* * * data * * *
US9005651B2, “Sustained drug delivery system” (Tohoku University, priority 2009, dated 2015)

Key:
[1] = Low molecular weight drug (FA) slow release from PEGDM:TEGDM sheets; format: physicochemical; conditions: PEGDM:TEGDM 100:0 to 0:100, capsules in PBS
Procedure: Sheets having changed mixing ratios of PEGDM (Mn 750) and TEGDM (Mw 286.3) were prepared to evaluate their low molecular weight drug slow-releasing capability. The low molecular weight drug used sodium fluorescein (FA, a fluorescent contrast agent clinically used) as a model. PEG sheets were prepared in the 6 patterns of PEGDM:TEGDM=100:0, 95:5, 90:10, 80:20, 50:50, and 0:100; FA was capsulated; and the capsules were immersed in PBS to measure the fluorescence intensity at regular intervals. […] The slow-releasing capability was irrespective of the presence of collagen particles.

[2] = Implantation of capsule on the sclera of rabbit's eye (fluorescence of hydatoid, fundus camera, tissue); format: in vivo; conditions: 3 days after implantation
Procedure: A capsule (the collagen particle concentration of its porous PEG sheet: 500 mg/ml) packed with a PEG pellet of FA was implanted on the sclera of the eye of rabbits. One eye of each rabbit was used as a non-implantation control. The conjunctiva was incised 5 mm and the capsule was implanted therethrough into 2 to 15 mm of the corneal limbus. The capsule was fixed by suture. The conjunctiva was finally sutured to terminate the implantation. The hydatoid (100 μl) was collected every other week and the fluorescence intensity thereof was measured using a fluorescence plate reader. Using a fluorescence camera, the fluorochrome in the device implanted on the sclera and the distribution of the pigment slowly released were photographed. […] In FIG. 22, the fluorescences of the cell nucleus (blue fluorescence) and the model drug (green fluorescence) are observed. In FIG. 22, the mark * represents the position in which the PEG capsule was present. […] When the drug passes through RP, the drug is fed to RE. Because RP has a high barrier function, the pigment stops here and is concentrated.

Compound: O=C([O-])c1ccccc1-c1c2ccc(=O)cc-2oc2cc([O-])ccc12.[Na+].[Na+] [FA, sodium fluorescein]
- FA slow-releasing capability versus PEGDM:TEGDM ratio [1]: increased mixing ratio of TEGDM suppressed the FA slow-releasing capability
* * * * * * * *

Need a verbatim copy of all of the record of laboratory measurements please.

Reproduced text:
US9005651B2, “Sustained drug delivery system” (Tohoku University, priority 2009, dated 2015)

Key:
[1] = Low molecular weight drug (FA) slow release from PEGDM:TEGDM sheets; format: physicochemical; conditions: PEGDM:TEGDM 100:0 to 0:100, capsules in PBS
Procedure: Sheets having changed mixing ratios of PEGDM (Mn 750) and TEGDM (Mw 286.3) were prepared to evaluate their low molecular weight drug slow-releasing capability. The low molecular weight drug used sodium fluorescein (FA, a fluorescent contrast agent clinically used) as a model. PEG sheets were prepared in the 6 patterns of PEGDM:TEGDM=100:0, 95:5, 90:10, 80:20, 50:50, and 0:100; FA was capsulated; and the capsules were immersed in PBS to measure the fluorescence intensity at regular intervals. […] The slow-releasing capability was irrespective of the presence of collagen particles.

[2] = Implantation of capsule on the sclera of rabbit's eye (fluorescence of hydatoid, fundus camera, tissue); format: in vivo; conditions: 3 days after implantation
Procedure: A capsule (the collagen particle concentration of its porous PEG sheet: 500 mg/ml) packed with a PEG pellet of FA was implanted on the sclera of the eye of rabbits. One eye of each rabbit was used as a non-implantation control. The conjunctiva was incised 5 mm and the capsule was implanted therethrough into 2 to 15 mm of the corneal limbus. The capsule was fixed by suture. The conjunctiva was finally sutured to terminate the implantation. The hydatoid (100 μl) was collected every other week and the fluorescence intensity thereof was measured using a fluorescence plate reader. Using a fluorescence camera, the fluorochrome in the device implanted on the sclera and the distribution of the pigment slowly released were photographed. […] In FIG. 22, the fluorescences of the cell nucleus (blue fluorescence) and the model drug (green fluorescence) are observed. In FIG. 22, the mark * represents the position in which the PEG capsule was present. […] When the drug passes through RP, the drug is fed to RE. Because RP has a high barrier function, the pigment stops here and is concentrated.

Compound: O=C([O-])c1ccccc1-c1c2ccc(=O)cc-2oc2cc([O-])ccc12.[Na+].[Na+] [FA, sodium fluorescein]
- FA slow-releasing capability versus PEGDM:TEGDM ratio [1]: increased mixing ratio of TEGDM suppressed the FA slow-releasing capability